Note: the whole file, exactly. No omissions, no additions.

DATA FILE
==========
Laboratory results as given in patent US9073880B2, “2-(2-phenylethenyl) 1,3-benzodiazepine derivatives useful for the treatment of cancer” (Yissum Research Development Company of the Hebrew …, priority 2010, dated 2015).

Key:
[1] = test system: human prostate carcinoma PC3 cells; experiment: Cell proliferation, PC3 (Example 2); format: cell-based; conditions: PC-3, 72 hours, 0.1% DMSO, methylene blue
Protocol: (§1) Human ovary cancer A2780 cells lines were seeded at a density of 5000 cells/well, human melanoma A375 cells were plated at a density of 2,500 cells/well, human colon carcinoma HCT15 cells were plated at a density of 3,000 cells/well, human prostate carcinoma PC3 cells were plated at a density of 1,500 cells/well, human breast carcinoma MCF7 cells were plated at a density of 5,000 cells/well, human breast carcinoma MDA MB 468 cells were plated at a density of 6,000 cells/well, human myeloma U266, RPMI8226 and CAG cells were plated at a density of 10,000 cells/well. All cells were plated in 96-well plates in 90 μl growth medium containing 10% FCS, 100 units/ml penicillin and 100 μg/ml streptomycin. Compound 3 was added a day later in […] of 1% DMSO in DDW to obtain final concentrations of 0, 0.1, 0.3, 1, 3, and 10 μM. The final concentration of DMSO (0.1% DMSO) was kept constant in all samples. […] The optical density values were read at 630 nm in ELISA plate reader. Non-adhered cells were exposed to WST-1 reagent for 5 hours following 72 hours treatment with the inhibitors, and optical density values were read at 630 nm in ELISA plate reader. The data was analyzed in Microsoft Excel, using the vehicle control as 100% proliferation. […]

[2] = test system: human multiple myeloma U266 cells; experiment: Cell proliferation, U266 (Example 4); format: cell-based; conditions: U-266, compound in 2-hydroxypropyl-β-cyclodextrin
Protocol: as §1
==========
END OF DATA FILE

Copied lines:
Laboratory results as given in patent US9073880B2, “2-(2-phenylethenyl) 1,3-benzodiazepine derivatives useful for the treatment of cancer” (Yissum Research Development Company of the Hebrew …, priority 2010, dated 2015).

Key:
[1] = test system: human prostate carcinoma PC3 cells; experiment: Cell proliferation, PC3 (Example 2); format: cell-based; conditions: PC-3, 72 hours, 0.1% DMSO, methylene blue
Protocol: (§1) Human ovary cancer A2780 cells lines were seeded at a density of 5000 cells/well, human melanoma A375 cells were plated at a density of 2,500 cells/well, human colon carcinoma HCT15 cells were plated at a density of 3,000 cells/well, human prostate carcinoma PC3 cells were plated at a density of 1,500 cells/well, human breast carcinoma MCF7 cells were plated at a density of 5,000 cells/well, human breast carcinoma MDA MB 468 cells were plated at a density of 6,000 cells/well, human myeloma U266, RPMI8226 and CAG cells were plated at a density of 10,000 cells/well. All cells were plated in 96-well plates in 90 μl growth medium containing 10% FCS, 100 units/ml penicillin and 100 μg/ml streptomycin. Compound 3 was added a day later in […] of 1% DMSO in DDW to obtain final concentrations of 0, 0.1, 0.3, 1, 3, and 10 μM. The final concentration of DMSO (0.1% DMSO) was kept constant in all samples. […] The optical density values were read at 630 nm in ELISA plate reader. Non-adhered cells were exposed to WST-1 reagent for 5 hours following 72 hours treatment with the inhibitors, and optical density values were read at 630 nm in ELISA plate reader. The data was analyzed in Microsoft Excel, using the vehicle control as 100% proliferation. […]

[2] = test system: human multiple myeloma U266 cells; experiment: Cell proliferation, U266 (Example 4); format: cell-based; conditions: U-266, compound in 2-hydroxypropyl-β-cyclodextrin
Protocol: as §1